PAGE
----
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FREE energy costs awareness training for VCSE staff and volunteers

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At CAN we are helping combat fuel poverty across and beyond Norfolk by running more of our free online energy cost training sessions for VCSE frontline staff and volunteers.  Many of you work with vulnerable people. These sessions have been developed to equip you and your colleagues in advising your clients and service users how they can save money on their energy bills.

The single sessions are just maximum 90 minutes long – so no-one has to lose a day’s work to attend!

Dates presently on offer are:

  • Tue 9th Feb 10.00 – 11.30am
  • Fri 12th Feb 2.00 – 3.30pm
  • Wed 17th Feb 2.30 – 4.00pm
  • Tue 23rd Feb 2.00 -3.30pm
  • Mon 1st March 1.00 – 3.30pm

 

The training session will help

  • vulnerable people save energy and money in their homes  
  • understand what support is available to them  
  • people find the cheapest supplier  
  • know where to signpost clients to and understand what else they might need to consider  

 

Now more important than ever

Many households whose occupants have lost their jobs due to COVID, or are furloughed, or simply on short hours, are more likely to struggle to meet fuel bills, a problem made more severe by the present lockdown that compels people to spend more time at home.

Add winter temperatures into the mix, and we see heating bills climbing.

Fuel poverty defined

Basically, a household is said to be in fuel poverty if the occupant(s) are on low incomes and face high costs of keeping adequately warm and other basic energy services. Put another way, if that household has above-average costs for the fuel required to have a warm, well-lit home, with hot water and appliances, these costs leave the household in relative poverty.

Fuel poverty is driven by three main factors:

  • household income
  • the current cost of energy
  • the energy efficiency of the home.

 

There are around 40,000 households in fuel poverty across Norfolk. And around 600 premature deaths are directly attributable to fuel poverty.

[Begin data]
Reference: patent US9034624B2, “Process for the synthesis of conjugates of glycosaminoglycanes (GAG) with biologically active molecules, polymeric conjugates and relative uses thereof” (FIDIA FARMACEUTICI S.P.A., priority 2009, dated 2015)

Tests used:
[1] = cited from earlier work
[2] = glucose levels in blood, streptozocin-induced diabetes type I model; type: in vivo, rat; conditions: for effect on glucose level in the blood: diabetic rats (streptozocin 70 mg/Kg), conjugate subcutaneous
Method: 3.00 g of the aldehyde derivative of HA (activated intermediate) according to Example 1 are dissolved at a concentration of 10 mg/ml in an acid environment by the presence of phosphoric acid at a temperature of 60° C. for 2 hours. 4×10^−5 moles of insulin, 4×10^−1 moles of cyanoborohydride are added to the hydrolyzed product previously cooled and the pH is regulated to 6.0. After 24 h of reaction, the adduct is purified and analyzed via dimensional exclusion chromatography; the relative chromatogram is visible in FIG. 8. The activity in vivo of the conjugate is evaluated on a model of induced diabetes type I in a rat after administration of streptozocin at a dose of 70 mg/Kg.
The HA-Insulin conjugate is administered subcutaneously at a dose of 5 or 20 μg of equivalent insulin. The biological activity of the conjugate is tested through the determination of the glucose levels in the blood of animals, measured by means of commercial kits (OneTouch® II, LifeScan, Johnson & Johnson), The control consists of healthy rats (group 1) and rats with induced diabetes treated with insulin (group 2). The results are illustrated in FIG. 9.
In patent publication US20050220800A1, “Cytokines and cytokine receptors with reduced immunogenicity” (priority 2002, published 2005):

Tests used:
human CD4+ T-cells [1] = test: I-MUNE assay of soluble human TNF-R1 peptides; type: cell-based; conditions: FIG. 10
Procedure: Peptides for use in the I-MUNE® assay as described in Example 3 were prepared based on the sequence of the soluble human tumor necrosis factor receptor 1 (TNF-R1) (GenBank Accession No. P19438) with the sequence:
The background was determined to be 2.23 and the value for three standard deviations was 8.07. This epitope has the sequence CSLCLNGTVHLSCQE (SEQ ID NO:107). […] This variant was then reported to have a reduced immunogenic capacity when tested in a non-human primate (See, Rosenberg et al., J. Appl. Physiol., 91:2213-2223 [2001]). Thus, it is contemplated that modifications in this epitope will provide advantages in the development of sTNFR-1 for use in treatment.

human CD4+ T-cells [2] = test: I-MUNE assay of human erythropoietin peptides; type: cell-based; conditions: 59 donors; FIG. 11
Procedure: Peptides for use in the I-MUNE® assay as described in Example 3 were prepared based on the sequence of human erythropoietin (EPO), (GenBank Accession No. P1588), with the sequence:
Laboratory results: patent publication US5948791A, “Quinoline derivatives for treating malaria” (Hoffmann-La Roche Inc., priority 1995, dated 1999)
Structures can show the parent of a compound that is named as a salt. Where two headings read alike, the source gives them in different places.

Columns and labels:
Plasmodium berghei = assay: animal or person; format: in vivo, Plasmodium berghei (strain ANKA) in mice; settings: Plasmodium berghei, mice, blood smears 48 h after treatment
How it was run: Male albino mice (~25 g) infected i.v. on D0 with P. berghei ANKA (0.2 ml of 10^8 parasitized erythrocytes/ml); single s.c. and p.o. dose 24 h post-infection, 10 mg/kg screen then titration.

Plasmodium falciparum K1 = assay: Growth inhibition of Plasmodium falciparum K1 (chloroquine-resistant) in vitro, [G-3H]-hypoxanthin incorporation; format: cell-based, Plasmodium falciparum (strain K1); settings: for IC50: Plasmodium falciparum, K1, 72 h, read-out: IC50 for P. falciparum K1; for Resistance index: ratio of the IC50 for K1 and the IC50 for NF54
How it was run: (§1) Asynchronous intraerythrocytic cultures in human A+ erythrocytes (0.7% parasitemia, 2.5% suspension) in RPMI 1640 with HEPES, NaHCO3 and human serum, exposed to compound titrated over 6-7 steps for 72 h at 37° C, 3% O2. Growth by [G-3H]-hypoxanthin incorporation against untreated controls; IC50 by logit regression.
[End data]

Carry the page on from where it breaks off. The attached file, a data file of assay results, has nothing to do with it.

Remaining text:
The health factor

“Cold homes can cause or worsen a range of serious health conditions such as heart attacks, strokes, bronchitis and asthma,” says Adam Scorer, the chief executive of advocacy group National Energy Action (NEA).  “This year, the situation is even more desperate. Lockdown and increasing unemployment will create a situation where more people are forced to spend time in homes they can’t afford to heat. Many people will use more, pay more and owe more, while earning considerably less.”

Many households cut back on heating bills by putting up with low temperatures or crowding into a single heated room – both of which increase the risk of spreading Covid-19. And colder weather is thought to increase the virus’s severity and spread. Moreover, many coping strategies which people normally employ to get through the winter months, such as only having one heated room for the family to socialise in, could also increase the spread of infection.

To join a session please email office@communityactionnorfolk.org.uk or call 01362 698216.

 

We can also arrange a session for staff and volunteers at a time convenient to you.   And this offer is open to VCSE, public sector and private provider organisations across the Eastern region – not just Norfolk.  If you are interested in booking a corporate session for your staff or volunteers please email  rik.martin@communityactionnorfolk.org.uk or call 01362 698216.